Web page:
4. Oh Jeanne! I started to play twilight zone music in the background! I have even checked my dna matches for former neighbors, but no dice! No matches! It’s only here! Come on down!


  5. Hi Helen:
    I learned about your blog via Jana’s Genealogy and Family History Blog.
    Reading it, it struck me that surnames such as Voorhees, Van Swol, Spier and Vreeland sound very Dutch. Being Dutch myself, I was very much interested. I also have a blog with many genealogical subjects. One of my posts shows a survey of foreign genealogical blogs/sites showing Dutch origin surnames. The URL is http://www.patmcast.blogspot.com/2012/05/dutch-ancestors.html. The idea is to try and establish contacts between people who have an interest in the same surname. There are numerous cases in The Netherlands where people emigrated centuries ago without leaving a trace in Dutch archives. With my blog I try to bring Dutch and foreign (mainly US/CAN) genealogists together.
    Therefore, I like to have your permission to show your site in my a.m. blog.
    I look forward to your reaction!
    Kind regards,
    PS A quick check revealed 67 Voorhees hits in the Dutch National Archives. Also the other surnames are mentioned in my blog.

    Liked by 1 person

  6. Hi Peter, how interesting! I enjoyed perusing your blog and am looking forward to being included in your listing. I noticed Van Winkle written about also, one of my surnames. Through your lists, i now have several other blogs to follow I noticed Van Meter also and am familiar with a blogger from Luxembourg who writes about Van Meder– i think, need to check it again. Let me know if you are interested. Thanks for including my blog in yours! Helen

    Liked by 1 person

  7. Ok, you are in now! If you want me to add or change anything, please let me know. I have taken the liberty of including your twitter address as well. This Luxemburg blogger sounds familiar to me but I am unable to locate him at this time. Happy hunting!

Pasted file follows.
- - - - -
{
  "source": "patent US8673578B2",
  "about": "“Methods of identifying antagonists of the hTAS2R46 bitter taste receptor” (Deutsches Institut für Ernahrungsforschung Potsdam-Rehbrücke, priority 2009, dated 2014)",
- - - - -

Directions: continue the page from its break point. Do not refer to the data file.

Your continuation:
Liked by 1 person

  8. I think this is pretty amazing. Maybe if I moved to an ancestral area in Lowndes County, AL or Athens, Tennessee, I would find some matching DNA neighbors. Or even Detroit!


  9. Hi Kristin, thanks so much for reading and commenting. Perhaps what you say is true, however, remember, coming to this neighborhood seemed like pure happenstance. I knew no one, I wasn’t from here, it was just as I got to know people and then worked on my own genealogy…its just …well..I don’t know what it is! LOL a miracle it seems!


  10. I found this so interesting. Through NA I connected with a gentleman that is a 4th and a 6th cousin. We connect on my Daddy’s side and also on my Mama’s side through different ancestors. It is definitely a small world.


  11. Thanks for sharing your experience Word Spinner! It is amazing isn’t it!helen


  12. It sure is!


  13. Almost half of your cul-de-sac of 12 — amazing.

    Liked by 1 person

  14. Hi Lisa, it is amazing! and unless you are related to Chris Lind who traces back to Lindberg, itis interesting that you found your way here, because i just helped him with his tree and found I was related to him and the Lindbergs! If you’d like, you can write to me to follow up at helenholshouser@gmail.com

    Liked by 1 person